Theresa May Sets To Unlock Cross Party Brexit Talks

  • Jan 17, 2019 GMT
  • Team Kalkine
Theresa May Sets To Unlock Cross Party Brexit Talks

House of Commons voted 325 to 306 to retain Conservatives in power. May thanked the House and invited lawmakers and MPs from all the parties to work constructively together to set out what parliament wants. She said that the deal presented in front of the house was rejected by the MPs of the house overwhelmingly, and added that she respects the mandate and now all of  the MPs at Westminster should work together and deliver what British people had mandated to leave EU in 2016 referendum.

But Labour Leader Jeremy Corbyn, the leader of the opposition, said Prime Minister must think through the idea of no-deal Brexit as the prerequisite for further talks. He added, now Mr. May is running a “Zombie government.” After that spoke person of Conservatives told reporters that Prime Minister was not doing so, Labour’s MPs said no deal was being used as “intimidation”. One spoke person also added that Labours would not demand for any further no-confidence votes. Mr. Corbyn also said that the country required a general election to bring Labour’s in power that would bring “new ideas” to tackle low wage rates for workers, a deteriorating healthcare services and government-funded education.

May survives no-confidence with a very thin margin, as it was not surprising because she has no overhaul majority in the House and was taking support from the Northern Irish Democratic Unionist Party to boost her government. May’s blueprint for EU withdrawal was overwhelmingly thrashed by 230 votes, one of the disastrous defeats of any government in modern British history.

Economists from many research houses and BoE too, predicted that, if House fails to decide any new Brexit deal, then Britain will fall out of the EU without any new deal and this could trigger contraction in the economy that would also witness sterling falling as much as 25 to 30 percent and UK home prices taking as much as 30 to 35 percent.

However, EU and British officials are highly convinced that Britain will need to defer Brexit day, but May has so far publicly rejected to consider this option. She said, “today we are facing a historic moment in our nation’s history” and she asked Members of the House to back her government on Wednesday.

Regardless of deep division in Conservatives over Brexit deal, MPs from Conservatives and Democratic Unionists Party rallied to defend no-confidence against May, voting to keep May in power. Conservatives and Democratic Unionists have shown a united front to stop Labour’s Corbyn forming a government.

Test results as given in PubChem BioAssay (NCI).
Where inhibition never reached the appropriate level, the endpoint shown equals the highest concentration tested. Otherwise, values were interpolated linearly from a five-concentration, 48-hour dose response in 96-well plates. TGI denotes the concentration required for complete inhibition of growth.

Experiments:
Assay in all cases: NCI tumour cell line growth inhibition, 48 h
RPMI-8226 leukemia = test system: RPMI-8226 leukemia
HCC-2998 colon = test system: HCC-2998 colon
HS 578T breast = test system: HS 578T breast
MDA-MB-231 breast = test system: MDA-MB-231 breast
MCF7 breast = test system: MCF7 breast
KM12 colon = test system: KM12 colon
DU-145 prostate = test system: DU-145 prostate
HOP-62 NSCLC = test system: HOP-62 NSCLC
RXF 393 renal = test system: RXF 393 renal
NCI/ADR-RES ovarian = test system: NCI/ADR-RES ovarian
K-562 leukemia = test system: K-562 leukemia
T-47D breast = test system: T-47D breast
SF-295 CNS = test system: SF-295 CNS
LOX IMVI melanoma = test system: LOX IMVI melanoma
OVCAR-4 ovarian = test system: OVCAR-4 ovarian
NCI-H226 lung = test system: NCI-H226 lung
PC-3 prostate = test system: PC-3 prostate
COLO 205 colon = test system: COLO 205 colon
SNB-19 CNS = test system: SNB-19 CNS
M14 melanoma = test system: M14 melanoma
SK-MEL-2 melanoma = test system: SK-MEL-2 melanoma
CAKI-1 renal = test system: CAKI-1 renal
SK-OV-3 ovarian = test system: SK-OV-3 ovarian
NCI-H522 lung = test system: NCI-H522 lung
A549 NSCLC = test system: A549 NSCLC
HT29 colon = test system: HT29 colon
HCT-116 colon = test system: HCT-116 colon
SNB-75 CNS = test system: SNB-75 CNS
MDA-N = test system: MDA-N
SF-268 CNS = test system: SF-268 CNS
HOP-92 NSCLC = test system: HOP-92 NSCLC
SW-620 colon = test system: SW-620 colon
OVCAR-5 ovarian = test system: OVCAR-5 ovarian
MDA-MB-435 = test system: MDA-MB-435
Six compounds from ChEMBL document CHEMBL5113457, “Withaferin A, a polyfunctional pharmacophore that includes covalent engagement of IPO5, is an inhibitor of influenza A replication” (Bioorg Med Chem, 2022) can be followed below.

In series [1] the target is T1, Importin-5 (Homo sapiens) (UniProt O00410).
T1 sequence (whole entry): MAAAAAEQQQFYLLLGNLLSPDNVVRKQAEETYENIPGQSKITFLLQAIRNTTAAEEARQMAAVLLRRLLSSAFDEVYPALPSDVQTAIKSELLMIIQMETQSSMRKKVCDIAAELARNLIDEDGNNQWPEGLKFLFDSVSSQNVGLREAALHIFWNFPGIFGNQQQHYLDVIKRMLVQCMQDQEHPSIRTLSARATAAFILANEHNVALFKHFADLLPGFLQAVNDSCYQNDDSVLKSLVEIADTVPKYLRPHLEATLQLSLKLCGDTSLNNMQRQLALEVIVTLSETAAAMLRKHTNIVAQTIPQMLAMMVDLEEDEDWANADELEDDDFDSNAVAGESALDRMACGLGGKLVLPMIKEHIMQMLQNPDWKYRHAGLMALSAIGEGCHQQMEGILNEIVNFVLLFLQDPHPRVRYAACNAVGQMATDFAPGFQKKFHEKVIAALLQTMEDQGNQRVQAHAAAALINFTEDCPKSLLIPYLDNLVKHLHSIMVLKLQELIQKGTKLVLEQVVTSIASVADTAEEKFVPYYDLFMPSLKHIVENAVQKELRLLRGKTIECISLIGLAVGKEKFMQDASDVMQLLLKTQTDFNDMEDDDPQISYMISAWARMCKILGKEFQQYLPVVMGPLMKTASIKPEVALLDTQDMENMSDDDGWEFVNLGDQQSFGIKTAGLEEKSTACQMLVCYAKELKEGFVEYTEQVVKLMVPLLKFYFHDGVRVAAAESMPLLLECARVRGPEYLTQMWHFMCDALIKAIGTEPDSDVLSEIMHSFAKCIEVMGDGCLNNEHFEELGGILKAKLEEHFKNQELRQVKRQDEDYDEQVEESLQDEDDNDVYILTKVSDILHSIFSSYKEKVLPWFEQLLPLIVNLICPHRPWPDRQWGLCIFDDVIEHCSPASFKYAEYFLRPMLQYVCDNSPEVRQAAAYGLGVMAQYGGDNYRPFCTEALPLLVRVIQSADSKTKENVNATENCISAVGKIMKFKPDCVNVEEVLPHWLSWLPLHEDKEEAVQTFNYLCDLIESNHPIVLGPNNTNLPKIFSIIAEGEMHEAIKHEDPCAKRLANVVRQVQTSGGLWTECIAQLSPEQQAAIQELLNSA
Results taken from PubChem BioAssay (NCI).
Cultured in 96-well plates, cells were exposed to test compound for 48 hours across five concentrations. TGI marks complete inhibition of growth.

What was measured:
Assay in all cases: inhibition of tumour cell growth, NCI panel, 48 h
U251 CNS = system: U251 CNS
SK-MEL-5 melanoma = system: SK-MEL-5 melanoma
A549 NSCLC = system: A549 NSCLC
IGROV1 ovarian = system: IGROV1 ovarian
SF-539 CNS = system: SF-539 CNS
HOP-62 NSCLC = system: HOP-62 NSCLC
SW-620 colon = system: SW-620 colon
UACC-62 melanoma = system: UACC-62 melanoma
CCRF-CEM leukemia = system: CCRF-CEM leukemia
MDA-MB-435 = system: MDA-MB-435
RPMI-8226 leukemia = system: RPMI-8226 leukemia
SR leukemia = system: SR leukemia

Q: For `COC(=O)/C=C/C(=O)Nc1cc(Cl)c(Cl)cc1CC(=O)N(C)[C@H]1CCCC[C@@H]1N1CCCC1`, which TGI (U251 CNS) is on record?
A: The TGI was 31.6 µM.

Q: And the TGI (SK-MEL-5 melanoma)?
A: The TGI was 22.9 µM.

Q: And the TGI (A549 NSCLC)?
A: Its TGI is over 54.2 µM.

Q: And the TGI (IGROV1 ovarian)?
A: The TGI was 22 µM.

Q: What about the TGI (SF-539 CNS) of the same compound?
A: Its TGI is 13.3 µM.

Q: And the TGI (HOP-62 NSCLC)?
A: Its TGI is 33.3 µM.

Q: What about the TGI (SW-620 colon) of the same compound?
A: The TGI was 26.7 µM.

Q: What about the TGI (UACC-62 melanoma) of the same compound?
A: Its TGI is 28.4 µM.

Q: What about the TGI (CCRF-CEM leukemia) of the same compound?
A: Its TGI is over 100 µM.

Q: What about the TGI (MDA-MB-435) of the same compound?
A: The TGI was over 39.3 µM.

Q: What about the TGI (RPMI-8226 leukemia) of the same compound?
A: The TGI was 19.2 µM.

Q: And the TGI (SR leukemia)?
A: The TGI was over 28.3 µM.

Theresa May is now discussing with the MPs and trying to find out a new way through the Brexit mess. May is opening talks with the rival parties in the hope of deciding a new blueprint for Brexit, that can be supported by the House of Commons. Its already too late. May must present to the Parliament her plan B by Monday. According to latest Bloomberg news articles, arrangements are being made with the EU lawmakers to discuss the next steps. It is uncertain that how much support the UK will get from EU bloc, but the bloc is ready to defer the Article 50 to renegotiate with the UK again, if necessary, according to the diplomats.

After yesterday’s vote, EU expressed tough stance at Brexit vote and rejected to renegotiate deal again. Diplomats said they were taken aback by the extent of the loss, and said that there are few more things they can do for the UK and to help May, but Britain leaving EU without a deal has fuelled many concerns.

Emmanuel Macron, French Prime Minister said, “Time is almost up, we can’t offer concession to sole internal UK politics problem”. He also added “we went as far as we could”.

EU bloc can barely hide their anger that Theresa May is not able to sell a deal to the parliament after 2 years of negotiation with Brussels.

Spoke person for EU President, Donald Tusk said, all EU 27 are united and will seek to minimize losses caused by Brexit.

Belgian Prime Minister Charles Michel also indicated that it’s “up to the British to assume the consequence of their choice,” while Dutch Prime Minister Mark Rutte was a little more upbeat: “Despite this setback, it does not mean we are in a no-deal situation,” he said on Twitter.

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